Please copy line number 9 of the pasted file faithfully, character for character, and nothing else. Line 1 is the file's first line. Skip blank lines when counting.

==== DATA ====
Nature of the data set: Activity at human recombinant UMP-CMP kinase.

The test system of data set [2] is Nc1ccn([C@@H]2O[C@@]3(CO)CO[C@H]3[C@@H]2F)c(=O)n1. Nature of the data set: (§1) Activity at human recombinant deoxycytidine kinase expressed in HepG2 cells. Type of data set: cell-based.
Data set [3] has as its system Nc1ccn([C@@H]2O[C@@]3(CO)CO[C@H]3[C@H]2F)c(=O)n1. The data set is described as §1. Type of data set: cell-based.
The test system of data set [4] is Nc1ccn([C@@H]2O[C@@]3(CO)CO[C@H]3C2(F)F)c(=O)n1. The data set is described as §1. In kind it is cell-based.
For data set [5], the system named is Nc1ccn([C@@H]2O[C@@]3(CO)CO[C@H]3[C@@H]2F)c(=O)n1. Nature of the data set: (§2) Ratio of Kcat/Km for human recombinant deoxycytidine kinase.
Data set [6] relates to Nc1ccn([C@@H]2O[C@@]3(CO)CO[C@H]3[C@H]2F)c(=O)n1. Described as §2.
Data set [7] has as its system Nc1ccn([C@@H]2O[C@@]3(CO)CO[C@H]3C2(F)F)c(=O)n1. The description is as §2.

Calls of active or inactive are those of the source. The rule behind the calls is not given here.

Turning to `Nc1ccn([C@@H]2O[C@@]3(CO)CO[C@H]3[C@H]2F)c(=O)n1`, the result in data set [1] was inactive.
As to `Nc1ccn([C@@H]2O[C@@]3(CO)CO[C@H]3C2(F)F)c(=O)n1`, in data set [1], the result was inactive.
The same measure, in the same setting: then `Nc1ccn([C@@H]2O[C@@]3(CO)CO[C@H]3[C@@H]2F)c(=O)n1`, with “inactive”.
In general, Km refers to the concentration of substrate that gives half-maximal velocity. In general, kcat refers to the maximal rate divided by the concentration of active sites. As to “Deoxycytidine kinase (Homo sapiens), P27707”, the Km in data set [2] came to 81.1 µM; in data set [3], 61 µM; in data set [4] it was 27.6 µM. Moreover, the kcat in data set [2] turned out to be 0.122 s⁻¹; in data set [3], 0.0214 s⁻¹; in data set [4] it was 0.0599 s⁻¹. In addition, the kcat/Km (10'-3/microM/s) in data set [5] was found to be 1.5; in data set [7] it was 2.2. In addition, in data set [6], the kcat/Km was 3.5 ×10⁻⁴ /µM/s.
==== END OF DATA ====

Turning to `Nc1ccn([C@@H]2O[C@@]3(CO)CO[C@H]3[C@H]2F)c(=O)n1`, the result in data set [1] was inactive.